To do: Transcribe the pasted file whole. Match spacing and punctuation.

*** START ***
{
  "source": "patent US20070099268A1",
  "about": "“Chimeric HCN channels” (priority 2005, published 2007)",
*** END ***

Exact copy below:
{
  "source": "patent US20070099268A1",
  "about": "“Chimeric HCN channels” (priority 2005, published 2007)",